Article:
Monthly Archive for October, 2008

Foucault’s Madness and Civilization

Madness and Civilization is one of those must-read texts of 20th century continental philosophy. In it, Michel Foucault argues that reason is based on the exclusion of the mentally ill, who are placed in institutions where society attempts to forget them. This, he says, came as a result of the classical age and the Cartesian concept of cogito, where sane people were supposed to be able to exorcise madness from correct thinking, and mad people were those who gave primacy to their hallucinations. They were once romanticized in art, like in the proverbial ship of fools, but now they are bound to reason.

He traces the great confinement – a term he uses for the locking away of the insane – to the closing of the lazar houses in the 17th century. These institutions were then used to collect the rabble and the mentally unfit. Unreason, therefore, became akin to disease, and now it replaced leprosy as the great unknown terror. Later, in the industrial age, they were seen along with the rabble as potential cheap labor.

He argues that the conception that madness is defined along scientific terms is mistaken – it is really the prevailing morality that defines what madness is. Madness confined cannot cause fear, and it cannot offend reasonable and moral citizens of a state.

Continue reading ‘Foucault’s Madness and Civilization’

Firemen protest in Barcelona

The bombers – Catalan for firemen – are protesting right under my windows. I am not really sure what it is about, but I sure as hell want to find out now (I guess that’s the whole point of staging protests). Sirens are going off, someone is setting off firecrackers, and a helicopter is hovering right over my building.

View from my terrace:

Continue reading ‘Firemen protest in Barcelona’

Obama, the Dark Knight?

Cynical-C has unmasked the Dark Knight (at least it’s pretty obvious after this quick sum-up of last night’s debate):

David Lynch on Product Placement

I guess he forgot about Dennis Hopper’s passionate endorsement of Pabst Blue Ribbon in Blue Velvet:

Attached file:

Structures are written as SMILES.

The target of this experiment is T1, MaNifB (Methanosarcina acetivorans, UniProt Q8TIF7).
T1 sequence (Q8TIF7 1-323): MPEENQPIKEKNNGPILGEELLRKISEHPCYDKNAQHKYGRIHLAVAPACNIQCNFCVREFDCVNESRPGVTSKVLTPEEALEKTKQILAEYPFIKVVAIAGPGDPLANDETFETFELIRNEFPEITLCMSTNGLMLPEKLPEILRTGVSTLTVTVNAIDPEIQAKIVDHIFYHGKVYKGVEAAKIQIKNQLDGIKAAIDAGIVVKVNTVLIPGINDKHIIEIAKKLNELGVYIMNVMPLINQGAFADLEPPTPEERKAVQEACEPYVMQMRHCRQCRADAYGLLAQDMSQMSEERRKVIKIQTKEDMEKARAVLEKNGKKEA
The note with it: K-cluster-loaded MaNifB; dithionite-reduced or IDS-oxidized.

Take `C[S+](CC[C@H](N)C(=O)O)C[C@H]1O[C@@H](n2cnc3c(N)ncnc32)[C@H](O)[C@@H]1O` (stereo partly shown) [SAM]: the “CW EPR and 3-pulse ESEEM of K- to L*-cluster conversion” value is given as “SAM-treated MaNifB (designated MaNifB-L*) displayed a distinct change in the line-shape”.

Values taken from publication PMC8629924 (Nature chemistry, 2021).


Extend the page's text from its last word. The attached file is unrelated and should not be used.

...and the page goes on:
“Heineken? Fuck that sheeeeit! Pabst Blue Ribbon!”

All Hail The Mighty Sun God

Stunning pictures of the sun.

The Weather Underground

A great documentary by Sam Green and Bill Siegel about the rise and fall of the Weathermen, the radical activist group that operated in the U.S. from the late 60s to the mid-70s.

This documentary gives an even-handed depiction of the incendiary atmosphere of that era, with the demented ideology of the Vietnam War hawks countered by the misguided ideology of violent radical activists. It shows how a twisted ideology on the right led to another twisted ideology on the left, and how they both played into each other’s hands.

I like how voices from all sides are heard, and how this documentary manages to be objective without romanticizing the Weathermen or demonizing them. There is so much cognitive dissonance on both sides of the issue, and this documentary manages to steer clear of it.

Reworking Spillane’s Kiss Me Deadly

Kiss Me Deadly, the 1955 film version of Mickey Spillane’s pulp classic, is one of those rare exceptions of a film adaption surpassing the original book. Mike Hammer, the protagonist, is a sleazy P.I. who specializes in divorce cases. This changes one night when he gives a ride to a hysterical woman with a deadly secret. Hammer and the woman are captured by some mysterious men, and, after getting tortured, they are put back in his car and rolled over a cliff. The woman dies in a ball of flame and Hammer miraculously survives. Similar to Spillane’s other novels, this violent episode serves as the catalyst to a relentless story of revenge.

The difference, though, between the movie and the book, lies in the secret that the woman holds. This important difference is the reason why Spillane’s book is merely entertaining, while the film version of it is a trenchant critique on 1950s America. (Don’t worry, Hammer’s knuckle sandwiches and nymphomaniac girlfriends are still in practically every scene).

Continue reading ‘Reworking Spillane’s Kiss Me Deadly’